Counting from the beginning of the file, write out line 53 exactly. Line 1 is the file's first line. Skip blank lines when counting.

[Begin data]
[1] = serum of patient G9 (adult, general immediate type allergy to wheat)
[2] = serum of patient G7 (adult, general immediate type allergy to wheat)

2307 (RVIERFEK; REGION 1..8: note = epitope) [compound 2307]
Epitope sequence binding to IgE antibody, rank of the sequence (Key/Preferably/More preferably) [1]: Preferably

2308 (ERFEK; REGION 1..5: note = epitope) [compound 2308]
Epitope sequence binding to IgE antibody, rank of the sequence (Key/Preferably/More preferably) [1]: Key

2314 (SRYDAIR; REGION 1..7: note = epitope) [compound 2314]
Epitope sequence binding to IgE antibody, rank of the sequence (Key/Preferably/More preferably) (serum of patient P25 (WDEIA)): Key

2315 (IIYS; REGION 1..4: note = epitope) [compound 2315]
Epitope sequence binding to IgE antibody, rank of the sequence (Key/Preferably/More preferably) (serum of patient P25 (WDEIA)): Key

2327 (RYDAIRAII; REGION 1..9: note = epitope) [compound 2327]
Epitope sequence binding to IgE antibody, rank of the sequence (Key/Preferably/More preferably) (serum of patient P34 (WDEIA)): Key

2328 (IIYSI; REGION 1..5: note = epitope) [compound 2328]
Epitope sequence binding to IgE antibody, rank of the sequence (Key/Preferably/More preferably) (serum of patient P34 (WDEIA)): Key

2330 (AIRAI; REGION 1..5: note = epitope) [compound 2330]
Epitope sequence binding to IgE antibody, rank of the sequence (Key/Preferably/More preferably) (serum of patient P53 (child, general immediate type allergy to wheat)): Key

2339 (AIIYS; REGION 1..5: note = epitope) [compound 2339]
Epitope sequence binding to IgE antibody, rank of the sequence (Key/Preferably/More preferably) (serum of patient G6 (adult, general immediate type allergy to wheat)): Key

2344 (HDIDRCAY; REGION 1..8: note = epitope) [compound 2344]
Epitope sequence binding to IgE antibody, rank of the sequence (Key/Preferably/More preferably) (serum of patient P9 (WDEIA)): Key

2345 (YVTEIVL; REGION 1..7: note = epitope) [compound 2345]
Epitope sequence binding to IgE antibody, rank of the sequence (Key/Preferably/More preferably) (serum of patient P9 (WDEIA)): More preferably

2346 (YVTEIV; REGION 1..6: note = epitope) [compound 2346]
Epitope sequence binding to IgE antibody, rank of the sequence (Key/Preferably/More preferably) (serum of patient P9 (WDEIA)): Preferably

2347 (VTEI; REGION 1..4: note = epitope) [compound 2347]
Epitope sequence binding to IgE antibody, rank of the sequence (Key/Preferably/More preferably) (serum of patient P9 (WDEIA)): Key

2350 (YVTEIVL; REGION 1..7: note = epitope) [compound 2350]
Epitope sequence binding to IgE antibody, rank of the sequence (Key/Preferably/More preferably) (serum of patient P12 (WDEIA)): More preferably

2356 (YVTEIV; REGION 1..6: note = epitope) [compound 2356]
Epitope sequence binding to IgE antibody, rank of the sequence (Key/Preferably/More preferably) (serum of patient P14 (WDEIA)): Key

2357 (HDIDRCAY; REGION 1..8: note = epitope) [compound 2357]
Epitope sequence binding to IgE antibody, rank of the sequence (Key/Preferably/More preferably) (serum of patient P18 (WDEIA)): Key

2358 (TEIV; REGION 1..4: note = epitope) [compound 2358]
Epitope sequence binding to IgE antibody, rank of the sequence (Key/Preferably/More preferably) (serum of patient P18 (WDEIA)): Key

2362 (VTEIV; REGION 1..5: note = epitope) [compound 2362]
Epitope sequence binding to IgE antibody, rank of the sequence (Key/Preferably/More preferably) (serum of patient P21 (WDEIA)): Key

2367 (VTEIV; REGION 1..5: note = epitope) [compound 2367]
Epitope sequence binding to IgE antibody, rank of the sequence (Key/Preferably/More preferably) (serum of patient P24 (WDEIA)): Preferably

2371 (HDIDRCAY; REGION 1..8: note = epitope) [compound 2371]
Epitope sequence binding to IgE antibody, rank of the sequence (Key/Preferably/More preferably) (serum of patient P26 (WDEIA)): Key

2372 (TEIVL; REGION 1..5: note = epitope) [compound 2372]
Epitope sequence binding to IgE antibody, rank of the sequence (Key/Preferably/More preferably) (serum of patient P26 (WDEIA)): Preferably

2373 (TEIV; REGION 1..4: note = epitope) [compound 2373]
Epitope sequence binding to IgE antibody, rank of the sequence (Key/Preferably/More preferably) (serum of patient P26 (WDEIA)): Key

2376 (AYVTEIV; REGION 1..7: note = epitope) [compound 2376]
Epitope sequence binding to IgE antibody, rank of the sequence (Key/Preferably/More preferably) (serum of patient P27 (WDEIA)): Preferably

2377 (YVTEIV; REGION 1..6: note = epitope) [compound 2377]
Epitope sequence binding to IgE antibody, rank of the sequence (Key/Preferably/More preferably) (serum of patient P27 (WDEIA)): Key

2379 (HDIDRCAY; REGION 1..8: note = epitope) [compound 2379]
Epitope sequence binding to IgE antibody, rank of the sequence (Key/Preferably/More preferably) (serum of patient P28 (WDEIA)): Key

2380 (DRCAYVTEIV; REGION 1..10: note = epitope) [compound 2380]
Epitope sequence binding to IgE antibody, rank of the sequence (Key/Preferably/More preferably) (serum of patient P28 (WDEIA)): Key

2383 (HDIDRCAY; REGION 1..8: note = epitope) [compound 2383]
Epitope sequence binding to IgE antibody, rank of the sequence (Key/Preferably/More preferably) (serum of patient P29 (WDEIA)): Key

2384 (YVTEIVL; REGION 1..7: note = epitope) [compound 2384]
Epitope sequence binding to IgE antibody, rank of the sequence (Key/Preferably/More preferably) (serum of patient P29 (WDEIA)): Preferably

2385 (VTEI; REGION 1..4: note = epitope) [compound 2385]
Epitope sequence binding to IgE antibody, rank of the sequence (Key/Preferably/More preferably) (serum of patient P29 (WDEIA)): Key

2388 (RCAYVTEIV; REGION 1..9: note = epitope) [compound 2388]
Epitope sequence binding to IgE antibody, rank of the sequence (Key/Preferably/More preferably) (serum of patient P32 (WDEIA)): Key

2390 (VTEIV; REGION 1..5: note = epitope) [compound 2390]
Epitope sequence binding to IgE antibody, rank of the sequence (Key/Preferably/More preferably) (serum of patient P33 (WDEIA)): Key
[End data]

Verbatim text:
2383 (HDIDRCAY; REGION 1..8: note = epitope) [compound 2383]